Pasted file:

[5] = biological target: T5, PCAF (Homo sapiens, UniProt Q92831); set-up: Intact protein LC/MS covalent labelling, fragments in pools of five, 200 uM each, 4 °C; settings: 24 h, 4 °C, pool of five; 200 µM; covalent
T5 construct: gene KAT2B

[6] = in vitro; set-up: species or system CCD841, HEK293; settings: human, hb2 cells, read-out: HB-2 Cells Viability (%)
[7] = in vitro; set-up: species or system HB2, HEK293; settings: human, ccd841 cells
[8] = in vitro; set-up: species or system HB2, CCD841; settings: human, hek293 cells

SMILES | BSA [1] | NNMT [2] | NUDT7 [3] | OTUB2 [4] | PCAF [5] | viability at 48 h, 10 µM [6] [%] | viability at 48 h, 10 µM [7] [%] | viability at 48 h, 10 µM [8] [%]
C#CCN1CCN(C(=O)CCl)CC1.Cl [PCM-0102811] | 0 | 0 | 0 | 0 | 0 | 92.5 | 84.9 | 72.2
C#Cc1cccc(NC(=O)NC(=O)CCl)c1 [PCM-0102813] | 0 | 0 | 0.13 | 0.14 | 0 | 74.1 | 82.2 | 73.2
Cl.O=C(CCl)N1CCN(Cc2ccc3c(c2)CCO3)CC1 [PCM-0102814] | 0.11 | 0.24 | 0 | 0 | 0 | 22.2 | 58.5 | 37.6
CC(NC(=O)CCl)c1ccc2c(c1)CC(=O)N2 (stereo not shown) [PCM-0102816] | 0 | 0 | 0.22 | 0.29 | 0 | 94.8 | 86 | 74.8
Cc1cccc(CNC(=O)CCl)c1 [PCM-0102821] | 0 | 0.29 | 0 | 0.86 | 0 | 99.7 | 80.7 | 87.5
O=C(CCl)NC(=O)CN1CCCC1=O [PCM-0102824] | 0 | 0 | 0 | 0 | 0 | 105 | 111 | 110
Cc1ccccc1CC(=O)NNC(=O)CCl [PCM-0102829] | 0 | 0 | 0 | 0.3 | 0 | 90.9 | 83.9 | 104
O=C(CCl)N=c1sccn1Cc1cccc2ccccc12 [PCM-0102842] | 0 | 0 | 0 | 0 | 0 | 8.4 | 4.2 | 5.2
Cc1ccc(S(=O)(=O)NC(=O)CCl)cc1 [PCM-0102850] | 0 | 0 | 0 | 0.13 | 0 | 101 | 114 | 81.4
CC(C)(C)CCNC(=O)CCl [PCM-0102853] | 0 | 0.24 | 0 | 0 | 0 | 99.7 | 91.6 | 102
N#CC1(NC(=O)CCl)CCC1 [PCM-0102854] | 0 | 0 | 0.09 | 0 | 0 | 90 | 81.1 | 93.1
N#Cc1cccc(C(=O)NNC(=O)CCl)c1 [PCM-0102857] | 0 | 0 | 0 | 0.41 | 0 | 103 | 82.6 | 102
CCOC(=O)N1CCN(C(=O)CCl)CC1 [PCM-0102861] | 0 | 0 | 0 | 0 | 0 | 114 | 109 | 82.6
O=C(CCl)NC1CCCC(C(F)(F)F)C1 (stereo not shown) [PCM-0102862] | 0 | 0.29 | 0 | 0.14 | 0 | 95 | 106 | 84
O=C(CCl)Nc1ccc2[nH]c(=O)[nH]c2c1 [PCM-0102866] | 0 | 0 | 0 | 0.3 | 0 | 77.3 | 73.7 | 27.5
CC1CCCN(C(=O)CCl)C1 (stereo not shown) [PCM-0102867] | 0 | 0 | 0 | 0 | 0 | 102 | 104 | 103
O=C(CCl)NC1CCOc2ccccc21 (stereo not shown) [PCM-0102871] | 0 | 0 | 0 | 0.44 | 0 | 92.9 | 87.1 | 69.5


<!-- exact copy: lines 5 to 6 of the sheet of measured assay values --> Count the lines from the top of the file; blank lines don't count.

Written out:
[8] = in vitro; set-up: species or system HB2, CCD841; settings: human, hek293 cells

SMILES | BSA [1] | NNMT [2] | NUDT7 [3] | OTUB2 [4] | PCAF [5] | viability at 48 h, 10 µM [6] [%] | viability at 48 h, 10 µM [7] [%] | viability at 48 h, 10 µM [8] [%]